By Friday evening, countless pour souls pour out of office buildings, and leave behind pitiful looking cubicles. There isn’t enough caffeine in the world to put a smile on those same faces come Monday morning. Extreme adulting has become the new norm, and most people deal with this by zoning out on social media for hours at a time.
We’re all working so many stressful hours these days, and it’s leaving us on the verge of a collective nervous breakdown. By the time the weekend comes, we spend two days binge watching Netflix shows and eating junk food on the couch in our sweatpants.
In her book about creativity, The Artist’s Way, Julia Cameron says, “Serious art is born from serious play.” As children, we had no problem using our imagination, playing in the dirt and creating art. Life was fun, hopeful, and everything seemed like a curious miracle.
When I was a child, I spent entire days playing outside. I would create a “restaurant” and cook various dishes using dirt, twigs, grass, flowers and anything else I could find. I considered myself the Gordon Ramsey of the neighborhood. I climbed trees, went rollerblading, and swam at the city pool.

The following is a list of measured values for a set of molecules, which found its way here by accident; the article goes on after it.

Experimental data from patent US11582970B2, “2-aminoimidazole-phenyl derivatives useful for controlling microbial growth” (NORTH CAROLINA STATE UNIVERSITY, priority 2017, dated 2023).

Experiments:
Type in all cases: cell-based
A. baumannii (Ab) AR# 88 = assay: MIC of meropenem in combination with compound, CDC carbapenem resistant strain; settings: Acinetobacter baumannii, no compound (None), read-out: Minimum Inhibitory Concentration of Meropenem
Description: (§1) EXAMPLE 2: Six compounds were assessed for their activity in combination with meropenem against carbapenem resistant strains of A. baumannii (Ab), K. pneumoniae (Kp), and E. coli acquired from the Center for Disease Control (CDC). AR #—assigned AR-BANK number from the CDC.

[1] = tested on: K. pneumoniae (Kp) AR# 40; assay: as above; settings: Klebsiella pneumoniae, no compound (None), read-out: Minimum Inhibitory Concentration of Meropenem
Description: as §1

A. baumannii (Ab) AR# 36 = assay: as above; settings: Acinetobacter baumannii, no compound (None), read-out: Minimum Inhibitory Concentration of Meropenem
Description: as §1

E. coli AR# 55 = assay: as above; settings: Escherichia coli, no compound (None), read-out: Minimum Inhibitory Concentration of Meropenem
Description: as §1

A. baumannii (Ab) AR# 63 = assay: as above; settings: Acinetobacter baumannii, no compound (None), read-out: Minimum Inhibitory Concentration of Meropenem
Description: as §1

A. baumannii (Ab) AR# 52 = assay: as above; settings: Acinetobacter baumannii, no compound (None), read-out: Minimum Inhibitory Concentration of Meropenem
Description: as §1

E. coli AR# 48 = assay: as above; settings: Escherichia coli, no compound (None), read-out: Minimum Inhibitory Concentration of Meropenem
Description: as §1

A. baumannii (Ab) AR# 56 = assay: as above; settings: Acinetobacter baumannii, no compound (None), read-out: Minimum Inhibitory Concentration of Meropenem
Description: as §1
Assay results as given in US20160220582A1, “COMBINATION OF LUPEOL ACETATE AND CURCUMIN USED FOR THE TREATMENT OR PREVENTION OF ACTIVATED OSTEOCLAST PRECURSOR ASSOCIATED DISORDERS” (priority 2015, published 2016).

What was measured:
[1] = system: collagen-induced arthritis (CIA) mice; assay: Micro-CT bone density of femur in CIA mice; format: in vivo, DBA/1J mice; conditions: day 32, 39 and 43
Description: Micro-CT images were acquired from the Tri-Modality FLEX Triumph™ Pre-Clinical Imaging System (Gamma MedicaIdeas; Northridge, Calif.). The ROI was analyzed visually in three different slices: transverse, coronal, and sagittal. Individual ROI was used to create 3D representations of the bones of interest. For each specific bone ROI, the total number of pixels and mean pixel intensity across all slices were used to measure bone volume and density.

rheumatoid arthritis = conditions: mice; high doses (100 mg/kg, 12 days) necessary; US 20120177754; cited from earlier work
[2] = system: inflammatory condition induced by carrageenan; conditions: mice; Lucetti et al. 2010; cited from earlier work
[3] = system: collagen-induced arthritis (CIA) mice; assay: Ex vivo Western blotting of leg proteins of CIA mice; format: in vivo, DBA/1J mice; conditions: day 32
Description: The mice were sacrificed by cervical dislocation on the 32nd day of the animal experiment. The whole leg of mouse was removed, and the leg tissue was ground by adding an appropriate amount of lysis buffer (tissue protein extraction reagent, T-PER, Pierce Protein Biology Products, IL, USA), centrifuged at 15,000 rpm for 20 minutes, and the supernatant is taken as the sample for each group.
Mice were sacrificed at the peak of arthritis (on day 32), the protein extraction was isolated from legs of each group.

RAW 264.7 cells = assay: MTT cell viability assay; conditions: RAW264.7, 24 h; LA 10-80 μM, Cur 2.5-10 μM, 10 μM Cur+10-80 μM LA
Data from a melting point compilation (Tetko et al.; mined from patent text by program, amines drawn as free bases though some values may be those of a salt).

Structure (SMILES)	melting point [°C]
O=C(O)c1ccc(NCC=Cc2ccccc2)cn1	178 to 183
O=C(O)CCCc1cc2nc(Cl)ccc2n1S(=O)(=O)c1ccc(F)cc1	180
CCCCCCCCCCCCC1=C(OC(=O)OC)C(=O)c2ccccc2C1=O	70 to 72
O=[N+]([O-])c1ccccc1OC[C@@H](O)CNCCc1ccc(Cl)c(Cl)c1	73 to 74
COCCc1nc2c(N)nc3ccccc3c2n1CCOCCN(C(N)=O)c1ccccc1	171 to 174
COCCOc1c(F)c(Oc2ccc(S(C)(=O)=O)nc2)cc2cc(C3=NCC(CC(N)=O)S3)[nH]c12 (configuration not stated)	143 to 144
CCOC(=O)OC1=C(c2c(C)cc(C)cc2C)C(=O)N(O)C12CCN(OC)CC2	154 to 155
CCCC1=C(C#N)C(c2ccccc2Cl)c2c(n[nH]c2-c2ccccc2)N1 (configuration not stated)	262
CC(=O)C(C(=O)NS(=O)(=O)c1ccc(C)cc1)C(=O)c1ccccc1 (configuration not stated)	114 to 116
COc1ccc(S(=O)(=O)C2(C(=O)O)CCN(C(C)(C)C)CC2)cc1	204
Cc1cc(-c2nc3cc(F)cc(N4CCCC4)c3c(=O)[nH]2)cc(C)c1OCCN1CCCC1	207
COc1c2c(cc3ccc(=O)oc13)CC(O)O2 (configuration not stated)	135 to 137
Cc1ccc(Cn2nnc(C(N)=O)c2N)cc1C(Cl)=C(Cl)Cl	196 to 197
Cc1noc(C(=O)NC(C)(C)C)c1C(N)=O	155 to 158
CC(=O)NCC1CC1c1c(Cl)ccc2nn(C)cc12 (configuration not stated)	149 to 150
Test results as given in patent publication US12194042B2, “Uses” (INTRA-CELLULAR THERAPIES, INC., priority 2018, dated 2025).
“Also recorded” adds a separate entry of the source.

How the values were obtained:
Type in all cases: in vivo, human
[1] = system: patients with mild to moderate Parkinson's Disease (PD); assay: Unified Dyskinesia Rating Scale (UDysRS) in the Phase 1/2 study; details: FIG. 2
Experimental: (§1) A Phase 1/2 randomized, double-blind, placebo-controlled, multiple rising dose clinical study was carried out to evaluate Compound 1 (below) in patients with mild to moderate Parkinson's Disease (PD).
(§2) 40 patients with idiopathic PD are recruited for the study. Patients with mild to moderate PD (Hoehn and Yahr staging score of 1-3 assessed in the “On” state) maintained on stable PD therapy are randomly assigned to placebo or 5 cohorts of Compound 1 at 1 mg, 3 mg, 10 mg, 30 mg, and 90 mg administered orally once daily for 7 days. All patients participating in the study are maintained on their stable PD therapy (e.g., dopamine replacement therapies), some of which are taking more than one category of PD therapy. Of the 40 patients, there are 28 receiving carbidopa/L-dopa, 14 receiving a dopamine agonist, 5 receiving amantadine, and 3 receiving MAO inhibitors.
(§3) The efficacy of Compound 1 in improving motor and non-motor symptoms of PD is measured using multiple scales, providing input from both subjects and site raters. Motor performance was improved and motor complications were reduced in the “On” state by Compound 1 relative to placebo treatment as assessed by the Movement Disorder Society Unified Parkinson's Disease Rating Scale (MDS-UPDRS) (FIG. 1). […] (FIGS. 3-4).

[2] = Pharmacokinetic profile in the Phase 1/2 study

Now that I’m pregnant with my own child, I find myself looking forward to having an excuse to play children’s games again. But, why does their need to be an excuse? Why, as adults, are we not allowed to play anymore?
Dr. Stuart Brown of the National Institute for Play told NPR, “What you begin to see when there’s major play deprivation in an otherwise competent adult is that they’re not much fun to be around.”
Do yourself a favor today, and get in touch with your inner-child so you can become a happier adult. What games did you used to play? Have you not been spending enough time outside? Can you buy yourself a coloring book, or a toy that looks really fun? Treat yourself to something you’ve been wanting to do or buy without feeling guilty that it’s not something for adults.